Making fashion wearables a reality

According to new research from IDC, the shipment of wearable devices is expected to increase from 102.4 million in 2016 to 237.5 million by 2021, with the shift towards watches, jewellery and clothing driving a demand for fashionable design. As Jitesh Ubrani, senior research analyst for IDC Mobile Device Trackers comments: “Tech companies will be forced to step up their game and offer a wider selection of sizes, materials, and designs in order to appeal to a broader audience. We also expect more tech vendors to partner with fashion brands for their creativity.”
We are already seeing an increasing number of simple fashion pieces being reimagined for the tech-savvy, fashion-conscious individuals of the 21st century. However, perhaps most interestingly, it is the unprecedented level of customisation that these innovative products boast that really makes them stand out from their predecessors.
The flexibility and innovative potential offered by plastic display technology is already playing a pioneering role in elevating simple wearable products into groundbreaking and aspirational ones that allow individuals to express their personality and embody their personal brand. Breaking through the limitations of glass, plastic displays create opportunities for differentiation and competitive advantage. To an end user, low power, lightweight and daylight readability functionality ensures that wearable devices built around a plastic display remain practical, comfortable and useful everyday accessories.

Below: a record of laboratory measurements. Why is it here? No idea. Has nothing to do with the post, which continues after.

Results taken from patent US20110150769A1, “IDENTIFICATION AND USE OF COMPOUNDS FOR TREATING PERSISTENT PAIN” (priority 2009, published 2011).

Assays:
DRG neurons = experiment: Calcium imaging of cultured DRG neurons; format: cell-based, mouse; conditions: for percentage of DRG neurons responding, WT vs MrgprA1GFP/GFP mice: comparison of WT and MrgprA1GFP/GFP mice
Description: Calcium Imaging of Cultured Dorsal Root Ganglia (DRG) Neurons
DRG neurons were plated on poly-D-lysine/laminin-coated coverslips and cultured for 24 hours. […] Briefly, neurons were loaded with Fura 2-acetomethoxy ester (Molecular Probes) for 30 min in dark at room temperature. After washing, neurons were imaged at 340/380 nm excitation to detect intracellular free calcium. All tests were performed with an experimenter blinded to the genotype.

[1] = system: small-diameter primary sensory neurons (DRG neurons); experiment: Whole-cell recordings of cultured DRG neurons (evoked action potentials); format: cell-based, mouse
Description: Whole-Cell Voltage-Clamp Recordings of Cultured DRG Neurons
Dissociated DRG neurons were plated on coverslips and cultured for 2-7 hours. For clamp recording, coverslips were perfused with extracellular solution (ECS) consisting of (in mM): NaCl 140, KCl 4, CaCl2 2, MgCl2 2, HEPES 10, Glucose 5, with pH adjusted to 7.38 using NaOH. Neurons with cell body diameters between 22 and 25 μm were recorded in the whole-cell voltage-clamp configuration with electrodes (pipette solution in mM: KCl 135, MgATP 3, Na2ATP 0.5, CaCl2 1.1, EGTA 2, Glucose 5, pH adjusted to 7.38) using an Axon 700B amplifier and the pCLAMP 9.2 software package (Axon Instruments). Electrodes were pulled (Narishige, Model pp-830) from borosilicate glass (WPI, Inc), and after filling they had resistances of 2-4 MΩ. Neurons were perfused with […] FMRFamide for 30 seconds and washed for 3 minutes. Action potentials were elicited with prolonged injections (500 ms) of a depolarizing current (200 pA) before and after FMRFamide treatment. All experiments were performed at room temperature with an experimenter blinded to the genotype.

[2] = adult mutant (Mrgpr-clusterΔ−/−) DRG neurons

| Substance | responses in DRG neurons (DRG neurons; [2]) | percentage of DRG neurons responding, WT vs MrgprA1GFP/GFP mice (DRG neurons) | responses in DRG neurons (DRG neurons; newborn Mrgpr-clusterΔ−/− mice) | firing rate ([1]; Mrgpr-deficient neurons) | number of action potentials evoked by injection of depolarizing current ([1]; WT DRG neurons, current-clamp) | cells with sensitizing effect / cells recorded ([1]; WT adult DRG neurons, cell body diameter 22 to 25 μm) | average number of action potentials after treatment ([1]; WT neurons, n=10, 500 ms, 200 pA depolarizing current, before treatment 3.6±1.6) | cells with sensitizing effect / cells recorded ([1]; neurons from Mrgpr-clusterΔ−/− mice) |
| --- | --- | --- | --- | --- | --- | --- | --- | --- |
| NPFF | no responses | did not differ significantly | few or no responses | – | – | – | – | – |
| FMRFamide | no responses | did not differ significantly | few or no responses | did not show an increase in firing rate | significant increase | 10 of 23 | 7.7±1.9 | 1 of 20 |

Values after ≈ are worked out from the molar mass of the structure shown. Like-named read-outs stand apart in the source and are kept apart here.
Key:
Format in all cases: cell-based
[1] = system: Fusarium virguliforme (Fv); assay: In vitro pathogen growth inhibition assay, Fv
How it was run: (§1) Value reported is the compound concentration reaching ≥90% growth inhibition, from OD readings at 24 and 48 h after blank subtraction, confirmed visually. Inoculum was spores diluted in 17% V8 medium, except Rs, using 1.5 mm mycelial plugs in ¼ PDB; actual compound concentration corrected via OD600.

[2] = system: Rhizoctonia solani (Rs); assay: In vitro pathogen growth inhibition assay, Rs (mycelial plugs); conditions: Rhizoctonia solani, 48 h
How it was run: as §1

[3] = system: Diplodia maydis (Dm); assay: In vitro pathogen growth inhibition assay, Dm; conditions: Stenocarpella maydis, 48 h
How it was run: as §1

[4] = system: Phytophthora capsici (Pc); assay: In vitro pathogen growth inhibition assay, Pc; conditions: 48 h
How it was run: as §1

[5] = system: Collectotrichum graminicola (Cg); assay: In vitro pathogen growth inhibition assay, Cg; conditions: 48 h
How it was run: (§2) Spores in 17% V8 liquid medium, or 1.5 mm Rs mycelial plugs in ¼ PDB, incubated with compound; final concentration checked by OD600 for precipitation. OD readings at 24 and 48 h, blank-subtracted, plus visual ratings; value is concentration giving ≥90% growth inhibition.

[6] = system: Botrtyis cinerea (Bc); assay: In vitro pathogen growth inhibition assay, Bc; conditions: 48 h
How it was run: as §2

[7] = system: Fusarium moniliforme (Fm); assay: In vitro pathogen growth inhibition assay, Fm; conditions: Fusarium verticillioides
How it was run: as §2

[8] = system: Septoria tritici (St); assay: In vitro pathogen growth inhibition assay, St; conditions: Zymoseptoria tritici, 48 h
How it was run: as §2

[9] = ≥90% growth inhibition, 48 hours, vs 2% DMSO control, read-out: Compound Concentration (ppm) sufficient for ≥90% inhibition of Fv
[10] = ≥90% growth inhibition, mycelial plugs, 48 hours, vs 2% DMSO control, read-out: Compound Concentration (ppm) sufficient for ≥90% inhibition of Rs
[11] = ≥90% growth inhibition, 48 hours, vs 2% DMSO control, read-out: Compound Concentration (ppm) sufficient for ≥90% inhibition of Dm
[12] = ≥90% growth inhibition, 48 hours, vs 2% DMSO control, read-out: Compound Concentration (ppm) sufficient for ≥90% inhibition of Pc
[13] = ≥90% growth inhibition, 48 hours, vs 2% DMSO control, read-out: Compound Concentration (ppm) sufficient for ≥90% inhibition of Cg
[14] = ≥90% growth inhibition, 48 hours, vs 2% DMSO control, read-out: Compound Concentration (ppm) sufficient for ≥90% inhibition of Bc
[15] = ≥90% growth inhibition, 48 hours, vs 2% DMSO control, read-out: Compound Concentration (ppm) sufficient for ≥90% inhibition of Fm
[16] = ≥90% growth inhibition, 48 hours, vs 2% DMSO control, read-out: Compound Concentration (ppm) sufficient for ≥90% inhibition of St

All these features are nicely demonstrated in the POP I backpack, which debuted at CES this year. The backpack allows wearers to display or design their own image, from selfies to pre-set designs and has been slated to be ‘the next ‘it’ thing in bespoke apparel.
We’ve also recently completed a project with L!BER8 to deliver the world’s first no-charge wearable bracelet. The displays’ robustness and low-power consumption lent themselves perfectly to the creation of Tago Arc - a high-end bracelet that users can fully customise with different digital patterns (synced wirelessly through an app) to suit their mood, clothes or other accessories.
Using the lightweight and comfort benefits of plastic display’s to their advantage, Bianca Cheng Constanzo and Laura Hughes created The Single Coat, which they have described as a ‘reaction to modern conspicuous consumption’. The displays’ flame animations in the pockets are a vivid reference to the idiom ‘burning a hole in your pocket’ and the designers have labelled the coat as a ‘synergy between conceptual design and the latest technology.’
These examples are just a handful of fashion applications that plastic displays are supporting but the untapped opportunity remains large and potentially very lucrative. The displays and the new level of customisation that they are enabling is taking fashion wearable technology to a new level and there is significant scope for flexible plastic displays to disrupt new markets and evolve simple products into exceptional ones.